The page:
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What's the Best Metal Today to Buy Low and Sell High?

Commentaries & Views

Yesterday, Fed Chair Powell’s testimony in Congress sent prices on just about everything higher. Happy days again… But if fortunes are made buying low in order to sell high, which assets qualify as the best “buy low” opportunities today?

Well, seeing the green across the board reminded me of the old “one of these things is not like the others” skits I saw as a child on Sesame Street.

I tweeted the image above, asking: “which are near all-time highs and which is just coming out of a multi-year bear market?”

This isn’t just gold bug talk.

Anyone who thinks that piling into high-flying Wall Street market darlings today is buying low is delusional.

But I don’t think many do. I think most are aware that they’re buying high and hoping to sell higher. This is not value investing. It’s pure FOMO.

To be fair, anyone who bought the major US indices yesterday was sitting on gains today as I started writing this article this morning. Some would have been underwater again by the time it was proofed this afternoon. But chasing momentum can work. Some lucky folks have gotten rich doing so.

I’m not saying that the Fed’s reassurance that investors will get the easy money they crave won’t send mainstream stocks higher… for a while, at least.

The problem, of course, is that buying high and hoping to sell higher is betting against the odds. It’s taking the slender chance than an extraordinary price will get even more extraordinary. In the real world, in time, the odds always favor prices falling back toward more objective valuation. AS the saying goes, markets may be voting machines in the short term, but they are merciless weighing machines when all is said and done.

The specific, huge risk today is that the bad news that’s prompting the Fed to ease monetary policy really is bad news.

Buying overpriced stocks today because bad news means more easy money is tap-dancing on a land mine.

Me, I’d rather look for opportunities to buy low. It takes courage to buy assets so out of favor that they really are cheap. It’s doubly so in an era of easy money. But knowing that the odds favor low prices rising toward objective valuation gives me that courage.

You know, for almost 15 years, I’ve been writing that “buy low, sell high” is easier said than done. Most people take that to mean that timing markets is difficult. But that’s not what I mean at all—nor is it what I do.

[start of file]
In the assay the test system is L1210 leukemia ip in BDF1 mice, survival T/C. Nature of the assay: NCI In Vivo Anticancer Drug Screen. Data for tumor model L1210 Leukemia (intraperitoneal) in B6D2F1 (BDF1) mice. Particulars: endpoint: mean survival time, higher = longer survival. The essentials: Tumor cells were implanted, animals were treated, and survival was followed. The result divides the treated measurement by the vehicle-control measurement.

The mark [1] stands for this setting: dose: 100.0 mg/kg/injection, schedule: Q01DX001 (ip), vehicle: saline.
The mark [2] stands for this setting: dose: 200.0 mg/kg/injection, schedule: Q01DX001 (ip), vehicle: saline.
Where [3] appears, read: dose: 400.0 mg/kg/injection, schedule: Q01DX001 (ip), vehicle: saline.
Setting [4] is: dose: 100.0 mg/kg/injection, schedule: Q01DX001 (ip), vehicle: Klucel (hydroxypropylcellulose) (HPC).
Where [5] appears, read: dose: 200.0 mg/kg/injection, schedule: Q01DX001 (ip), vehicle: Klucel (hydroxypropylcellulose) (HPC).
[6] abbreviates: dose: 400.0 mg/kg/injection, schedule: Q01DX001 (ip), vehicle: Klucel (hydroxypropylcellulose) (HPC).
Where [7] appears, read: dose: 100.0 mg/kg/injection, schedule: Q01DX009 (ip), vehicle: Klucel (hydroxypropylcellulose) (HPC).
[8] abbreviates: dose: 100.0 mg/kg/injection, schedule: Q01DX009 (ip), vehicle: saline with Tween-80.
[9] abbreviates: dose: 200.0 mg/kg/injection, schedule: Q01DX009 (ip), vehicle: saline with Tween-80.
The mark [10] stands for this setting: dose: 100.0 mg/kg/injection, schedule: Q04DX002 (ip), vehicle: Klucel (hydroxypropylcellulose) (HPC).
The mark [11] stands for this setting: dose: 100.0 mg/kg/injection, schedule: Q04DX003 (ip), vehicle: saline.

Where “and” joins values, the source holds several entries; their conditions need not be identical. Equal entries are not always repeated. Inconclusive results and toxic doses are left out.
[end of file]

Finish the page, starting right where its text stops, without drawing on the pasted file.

Buying when prices are objectively very low isn’t timing the market. It’s real value investing. And it’s extremely difficult for most people to do.

Almost no one has what it takes to following Baron Rothschild’s dictum that the best time to buy being when there’s blood in the streets.

My friend Doug Casey may be the only person I know who’s actually travelled to war zones to see what was for sale.

Fortunately, we don’t have to go to such extremes. And if we did sit around waiting for blood in the streets, we’d miss a lot of excellent opportunities to buy reasonably low.

Despite their recent pop, I think precious metals qualify for as “reasonably low” today.

Far from making record new highs as the Dow, S&P 500, and Nasdaq have just done, gold has merely broken free from the grip of the bear that’s held it for more than five years.

And if I’m right that gold has more upside ahead than downside, then silver is an even better opportunity to buy low.

As you can see, while gold has broken out, silver is still very much on the low end of its five-year range. Oddly enough, my first big win as an independent speculator was a silver stock that almost doubled last year. Researching my next big win in the silver space is one of my highest priorities today.

Ideally, gold and silver will correct and consolidate a bit more before heading much higher again. I’d love to be able to pick up some of the stocks on my radar at lower prices. Readers of The Independent Speculator will be the first to know when I take the plunge.